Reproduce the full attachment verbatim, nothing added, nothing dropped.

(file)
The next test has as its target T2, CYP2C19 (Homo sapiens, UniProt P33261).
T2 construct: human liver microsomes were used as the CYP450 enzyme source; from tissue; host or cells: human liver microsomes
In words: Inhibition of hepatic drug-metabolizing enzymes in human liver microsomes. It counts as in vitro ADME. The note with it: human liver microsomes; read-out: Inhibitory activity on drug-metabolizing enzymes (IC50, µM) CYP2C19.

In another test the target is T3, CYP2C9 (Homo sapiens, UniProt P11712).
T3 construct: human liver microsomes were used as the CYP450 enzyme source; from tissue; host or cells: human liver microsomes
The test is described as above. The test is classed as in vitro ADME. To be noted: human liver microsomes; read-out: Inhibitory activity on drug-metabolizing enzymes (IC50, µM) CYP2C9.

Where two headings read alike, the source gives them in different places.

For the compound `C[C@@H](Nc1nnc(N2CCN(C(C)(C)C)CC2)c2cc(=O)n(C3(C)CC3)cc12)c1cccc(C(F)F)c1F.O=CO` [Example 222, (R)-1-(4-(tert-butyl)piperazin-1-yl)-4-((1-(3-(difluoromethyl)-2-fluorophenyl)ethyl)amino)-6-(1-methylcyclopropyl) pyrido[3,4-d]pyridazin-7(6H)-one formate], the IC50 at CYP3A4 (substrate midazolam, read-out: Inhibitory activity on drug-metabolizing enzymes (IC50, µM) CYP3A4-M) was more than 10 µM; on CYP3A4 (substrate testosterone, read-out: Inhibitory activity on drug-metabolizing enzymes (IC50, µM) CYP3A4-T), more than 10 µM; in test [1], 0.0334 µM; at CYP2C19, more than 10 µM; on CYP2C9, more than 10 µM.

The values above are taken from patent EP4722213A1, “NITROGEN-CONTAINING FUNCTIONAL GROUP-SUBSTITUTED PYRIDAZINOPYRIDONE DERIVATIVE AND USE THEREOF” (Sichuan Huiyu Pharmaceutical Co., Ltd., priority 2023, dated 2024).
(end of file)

The next test has as its target T2, CYP2C19 (Homo sapiens, UniProt P33261).
T2 construct: human liver microsomes were used as the CYP450 enzyme source; from tissue; host or cells: human liver microsomes
In words: Inhibition of hepatic drug-metabolizing enzymes in human liver microsomes. It counts as in vitro ADME. The note with it: human liver microsomes; read-out: Inhibitory activity on drug-metabolizing enzymes (IC50, µM) CYP2C19.

In another test the target is T3, CYP2C9 (Homo sapiens, UniProt P11712).
T3 construct: human liver microsomes were used as the CYP450 enzyme source; from tissue; host or cells: human liver microsomes
The test is described as above. The test is classed as in vitro ADME. To be noted: human liver microsomes; read-out: Inhibitory activity on drug-metabolizing enzymes (IC50, µM) CYP2C9.

Where two headings read alike, the source gives them in different places.

For the compound `C[C@@H](Nc1nnc(N2CCN(C(C)(C)C)CC2)c2cc(=O)n(C3(C)CC3)cc12)c1cccc(C(F)F)c1F.O=CO` [Example 222, (R)-1-(4-(tert-butyl)piperazin-1-yl)-4-((1-(3-(difluoromethyl)-2-fluorophenyl)ethyl)amino)-6-(1-methylcyclopropyl) pyrido[3,4-d]pyridazin-7(6H)-one formate], the IC50 at CYP3A4 (substrate midazolam, read-out: Inhibitory activity on drug-metabolizing enzymes (IC50, µM) CYP3A4-M) was more than 10 µM; on CYP3A4 (substrate testosterone, read-out: Inhibitory activity on drug-metabolizing enzymes (IC50, µM) CYP3A4-T), more than 10 µM; in test [1], 0.0334 µM; at CYP2C19, more than 10 µM; on CYP2C9, more than 10 µM.

The values above are taken from patent EP4722213A1, “NITROGEN-CONTAINING FUNCTIONAL GROUP-SUBSTITUTED PYRIDAZINOPYRIDONE DERIVATIVE AND USE THEREOF” (Sichuan Huiyu Pharmaceutical Co., Ltd., priority 2023, dated 2024).